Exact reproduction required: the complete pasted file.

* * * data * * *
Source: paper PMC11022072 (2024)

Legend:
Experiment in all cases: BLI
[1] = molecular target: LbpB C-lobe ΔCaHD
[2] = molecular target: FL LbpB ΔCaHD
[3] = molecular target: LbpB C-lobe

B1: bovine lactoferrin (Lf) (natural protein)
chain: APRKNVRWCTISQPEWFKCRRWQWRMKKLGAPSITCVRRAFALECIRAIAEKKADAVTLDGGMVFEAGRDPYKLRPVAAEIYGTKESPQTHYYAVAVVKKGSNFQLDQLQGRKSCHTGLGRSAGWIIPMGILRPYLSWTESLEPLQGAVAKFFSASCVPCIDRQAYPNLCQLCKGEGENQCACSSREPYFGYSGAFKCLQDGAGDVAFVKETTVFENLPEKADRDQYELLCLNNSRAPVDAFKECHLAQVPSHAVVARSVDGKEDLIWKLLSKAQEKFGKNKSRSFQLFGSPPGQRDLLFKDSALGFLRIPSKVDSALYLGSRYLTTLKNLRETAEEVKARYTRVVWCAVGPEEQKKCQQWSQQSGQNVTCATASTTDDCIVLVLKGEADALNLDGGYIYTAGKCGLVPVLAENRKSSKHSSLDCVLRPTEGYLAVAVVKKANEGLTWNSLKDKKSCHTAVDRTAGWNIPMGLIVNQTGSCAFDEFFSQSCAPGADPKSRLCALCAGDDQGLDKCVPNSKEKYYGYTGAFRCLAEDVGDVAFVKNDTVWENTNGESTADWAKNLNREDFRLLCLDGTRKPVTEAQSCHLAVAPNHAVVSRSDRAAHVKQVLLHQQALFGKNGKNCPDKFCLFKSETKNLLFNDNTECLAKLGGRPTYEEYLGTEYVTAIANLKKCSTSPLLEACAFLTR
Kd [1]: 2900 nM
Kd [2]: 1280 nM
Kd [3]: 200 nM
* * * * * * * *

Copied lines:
Source: paper PMC11022072 (2024)

Legend:
Experiment in all cases: BLI
[1] = molecular target: LbpB C-lobe ΔCaHD
[2] = molecular target: FL LbpB ΔCaHD
[3] = molecular target: LbpB C-lobe

B1: bovine lactoferrin (Lf) (natural protein)
chain: APRKNVRWCTISQPEWFKCRRWQWRMKKLGAPSITCVRRAFALECIRAIAEKKADAVTLDGGMVFEAGRDPYKLRPVAAEIYGTKESPQTHYYAVAVVKKGSNFQLDQLQGRKSCHTGLGRSAGWIIPMGILRPYLSWTESLEPLQGAVAKFFSASCVPCIDRQAYPNLCQLCKGEGENQCACSSREPYFGYSGAFKCLQDGAGDVAFVKETTVFENLPEKADRDQYELLCLNNSRAPVDAFKECHLAQVPSHAVVARSVDGKEDLIWKLLSKAQEKFGKNKSRSFQLFGSPPGQRDLLFKDSALGFLRIPSKVDSALYLGSRYLTTLKNLRETAEEVKARYTRVVWCAVGPEEQKKCQQWSQQSGQNVTCATASTTDDCIVLVLKGEADALNLDGGYIYTAGKCGLVPVLAENRKSSKHSSLDCVLRPTEGYLAVAVVKKANEGLTWNSLKDKKSCHTAVDRTAGWNIPMGLIVNQTGSCAFDEFFSQSCAPGADPKSRLCALCAGDDQGLDKCVPNSKEKYYGYTGAFRCLAEDVGDVAFVKNDTVWENTNGESTADWAKNLNREDFRLLCLDGTRKPVTEAQSCHLAVAPNHAVVSRSDRAAHVKQVLLHQQALFGKNGKNCPDKFCLFKSETKNLLFNDNTECLAKLGGRPTYEEYLGTEYVTAIANLKKCSTSPLLEACAFLTR
Kd [1]: 2900 nM
Kd [2]: 1280 nM
Kd [3]: 200 nM